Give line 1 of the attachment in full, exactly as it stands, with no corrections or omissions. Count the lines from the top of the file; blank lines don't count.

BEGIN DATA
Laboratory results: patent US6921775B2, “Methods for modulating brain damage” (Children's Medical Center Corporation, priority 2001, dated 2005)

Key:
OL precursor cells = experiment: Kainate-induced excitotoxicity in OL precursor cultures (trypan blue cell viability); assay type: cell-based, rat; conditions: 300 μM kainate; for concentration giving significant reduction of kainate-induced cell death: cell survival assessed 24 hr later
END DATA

Laboratory results: patent US6921775B2, “Methods for modulating brain damage” (Children's Medical Center Corporation, priority 2001, dated 2005)